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Using AI and Machine Learning Models for Predictable Production

Headshot of a man with a blurred background By Ben Reiland June 3, 2019

Categories: IT Insights Technology

Modern Problems, Modern Solutions

Driving down a slick, sweeping highway in Germany, Jeff copilots a car fitted with a multitude of sensors, an array of mobile devices tracking even the barest of movements. His hands, as you might imagine, are full scanning the many screens and jotting down information spewing from his test rig. Jake, in the driver’s seat, typically a laid-back guy, is visibly concentrating on the road. It’s difficult to ignore the distracting beeps and clicks sounding from the testing software, but weaving through left lane traffic at well over 125 MPH on the autobahn just outside Frankfurt requires every bit of his attention.

A few weeks earlier, at the Motus headquarters in Boston, we’d received some puzzling information. Our partners in Germany were testing our mileage capture solution, and it seemed that our tracking algorithms had a problem. Typical test drives were failing to capture chunks of mileage data. Bored through start to finish records sat random gaps of missing information.

A few hundred miles of testing later, we were not able to replicate any of the reported scenarios. No matter what conditions we tested under at home, the enigma remained. With no significant change in results, there was only one thing to do. Pack our bags and fly to Frankfurt. Several hours later, jet-lagged and bratwurst-fueled, we were on the road, testing.

In minutes, we saw our model’s flaw. We had not designed our system to account for sustained high-speed driving. Speeds well over 100 MPH being the norm on German autobahns, this was going to be a problem. We trained our tracking models under somewhat ideal conditions. Now we needed to retrain them based on new environment data. Which sent our engineers back to the drawing board for another crack at our new mileage modules.

Further Down the Road

All of this happened well over a year ago. Since then we have come a long way in solving this particular problem, and other interesting challenges. We’ve also successfully launched newer versions of our world-class mileage capture mobile solution; versions that work efficiently both at home and internationally within our partner ecosystems.

But the story raises two questions related to product innovation using Artificial Intelligence (AI) and Machine Learning (ML) models. First, how much simulation is required before a model is ready for the real world? And second, as we contemplate our product strategies for the future, how do we leverage AI/ML technologies to bring solutions to our customers and end users in a predictable manner?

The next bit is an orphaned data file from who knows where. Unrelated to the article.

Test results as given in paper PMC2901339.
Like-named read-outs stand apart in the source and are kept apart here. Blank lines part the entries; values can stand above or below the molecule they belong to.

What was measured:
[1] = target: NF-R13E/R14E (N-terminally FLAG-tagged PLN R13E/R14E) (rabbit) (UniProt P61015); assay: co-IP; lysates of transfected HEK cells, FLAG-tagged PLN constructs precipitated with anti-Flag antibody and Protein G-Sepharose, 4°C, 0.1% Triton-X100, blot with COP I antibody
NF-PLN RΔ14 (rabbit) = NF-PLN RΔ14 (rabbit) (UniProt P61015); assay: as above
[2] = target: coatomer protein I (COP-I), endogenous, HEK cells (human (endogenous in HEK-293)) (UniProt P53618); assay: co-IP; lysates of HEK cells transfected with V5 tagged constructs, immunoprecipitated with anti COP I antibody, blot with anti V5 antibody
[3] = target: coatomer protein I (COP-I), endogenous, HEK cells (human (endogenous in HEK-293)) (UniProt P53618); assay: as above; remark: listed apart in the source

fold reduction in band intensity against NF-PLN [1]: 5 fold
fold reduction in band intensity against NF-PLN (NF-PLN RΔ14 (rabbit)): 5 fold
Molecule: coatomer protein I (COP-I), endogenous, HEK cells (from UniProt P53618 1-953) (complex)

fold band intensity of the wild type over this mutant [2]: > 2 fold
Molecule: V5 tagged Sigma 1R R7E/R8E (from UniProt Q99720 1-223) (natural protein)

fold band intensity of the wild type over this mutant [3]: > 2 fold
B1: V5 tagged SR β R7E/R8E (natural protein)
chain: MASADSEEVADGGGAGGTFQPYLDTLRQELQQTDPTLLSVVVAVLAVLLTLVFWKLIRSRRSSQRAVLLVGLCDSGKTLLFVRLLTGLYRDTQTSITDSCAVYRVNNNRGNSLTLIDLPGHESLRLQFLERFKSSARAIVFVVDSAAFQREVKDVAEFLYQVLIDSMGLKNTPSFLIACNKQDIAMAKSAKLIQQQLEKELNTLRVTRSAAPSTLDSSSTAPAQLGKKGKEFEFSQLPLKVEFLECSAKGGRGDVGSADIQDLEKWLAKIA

AI and Machine Learning Applications

We’ve learned that traditional software practices are not always congruent to AI-based solutions. Yet the constant of rigorous testing and simulation of the model with new kinds of data remains. We benefit from having a lot of driver data given our market-leading position in mileage capture for more than a decade. But, with volume comes noise. We have to continually clean and classify data to ensure successful, predictable outcomes. To that end, we’re looking at building simulators where a virtual driver can push the limits of our applications on any highway in any country in a matter of seconds.

As we look to future product milestones with AI and machine learning in mind, we see a pragmatic mix of Robotic Process Automation, ML and other AI strategies. These will drive product innovation, only limited by our imagination and curiosity. Just look at the core product lines of Motus: Vehicle Reimbursement, Driver Safety, Fuel Savings and other Driver based services. Each has a need to leverage these technologies to drive real transformation that will benefit users. I will delve into these in future posts, but here are some high-level observations on each.

Motus and Machine Learning

Our vehicle reimbursement models are robust and flexible with changing environmental conditions. We’ve removed unnecessary complexity, creating a highly predictable, explainable model for our end users as it relates to Fixed and Variable Rate (FAVR) reimbursement.

In the last decade, mileage capture has become commonly available. Still, solving our drivers need for accuracy and optimal battery savings remain our foremost objective. We continue to innovate on a variety of methods ranging from the use of beacons and Bluetooth to prediction methodologies that achieve these goals.

Given our robust datasets around trip and vehicle information, there is great potential in providing drivers fuel price efficiencies with our fuel savings programs. We are looking at using a combination of mapping and ML techniques for data correlation to direct drivers to cheaper fuel locations along their routes.

In a world where accidents are on the rise especially due to distracted driving, we are building comprehensive solutions that utilize reactive and real-time data to analyze driving weaknesses with the help of ML. Based on scores, drivers are able to leverage virtual training programs to refresh driving skills.

The Road Ahead

So yes, we have a lot of new and innovating thinking going on at Motus. Our customers and end users will see these ideas manifest themselves through our products, the products they use every day. As we deploy more AI-related solutions, users will benefit from enhanced features and easy-to-use interfaces where the models and algorithms do the heavy lifting and repeatable processes are replaced with higher value offerings that continue to make a difference to our customers’ strategic goals.

Read More by Ady Das


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